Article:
House Bill 2044, the Parental Oversight of Public Libraries Act, requires any library that receives taxpayer dollars to create a review board composed of five parents elected from the community, with final authority over the permissibility of sexual material.
These boards would be empowered to hold public hearings and render verdicts on public concerns as to the library’s offering of “age-inappropriate sexual material,” meaning “any description or representation, in any form, of nudity, sexuality, sexual conduct, sexual excitement, or sadomasochistic abuse” that is deemed “patently offensive” and without “serious literary, artistic, political, or scientific value for minors.”
“Any public library personnel who willfully neglects or refuses to perform any duty imposed on a public library under this section, or who willfully violates any provision of this section, is guilty of a misdemeanor and on conviction shall be punished by a fine of not more than five hundred dollars or by imprisonment in the county jail not to exceed one year,” the bill states.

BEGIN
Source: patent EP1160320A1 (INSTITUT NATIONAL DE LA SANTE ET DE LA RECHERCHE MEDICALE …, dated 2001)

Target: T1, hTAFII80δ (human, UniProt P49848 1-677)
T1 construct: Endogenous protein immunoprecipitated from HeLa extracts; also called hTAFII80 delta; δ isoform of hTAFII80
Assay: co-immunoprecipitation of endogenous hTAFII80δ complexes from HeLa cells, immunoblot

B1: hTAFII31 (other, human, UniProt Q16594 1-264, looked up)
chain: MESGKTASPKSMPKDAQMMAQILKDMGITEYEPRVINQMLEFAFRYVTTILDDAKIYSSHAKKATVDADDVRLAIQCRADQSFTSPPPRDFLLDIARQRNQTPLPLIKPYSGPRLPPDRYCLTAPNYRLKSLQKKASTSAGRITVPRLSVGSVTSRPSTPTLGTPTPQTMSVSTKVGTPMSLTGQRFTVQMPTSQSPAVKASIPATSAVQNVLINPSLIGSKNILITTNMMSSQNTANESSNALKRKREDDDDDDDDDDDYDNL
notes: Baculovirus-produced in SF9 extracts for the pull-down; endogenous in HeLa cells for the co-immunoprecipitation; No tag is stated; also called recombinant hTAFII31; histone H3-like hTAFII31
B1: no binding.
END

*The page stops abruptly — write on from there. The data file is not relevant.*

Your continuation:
The bill is largely a response to the spread of Drag Queen Story Hour events, in which adult crossdressers read storybooks to children. These events have been intensely controversial around the country; organizers acknowledge one of their central purposes is to teach tolerance to children about help them to “learn to see beyond the pink and blue gender binary.”
LGBT groups and library officials have come out strongly against HB 2044. “I was contacted by my fellow directors across the state. They’re all very very upset about it,” Neosho Newton County Library director Carrie Cline told KOAM. “The Missouri Library Association’s very aware of it, so also is the American Library Association at a federal level.”
Shira Berkowitz, communications manager for Missouri LGBT group PROMO declared that the bill was “just based on fear,” NBC News reports, and denied the Drag Queen Story Hours involve “any kind of sexual content”…while at the same time declaring them important to the “visibility of LGBTQ culture.”
Rep. Baker responded:
“I think it is a ridiculous accusation to say that the bill would ban books or censor literature. Anything the parental oversight board would deem to be inappropriate for access by minors would still be available to adults to check out and provide to their children if they chose to do so. They already have internet filters on library PCs for the same reason, and that is protecting children from objectionable materials.”
Drag queens have vowed to hold a rally to protest the bill on March 7th.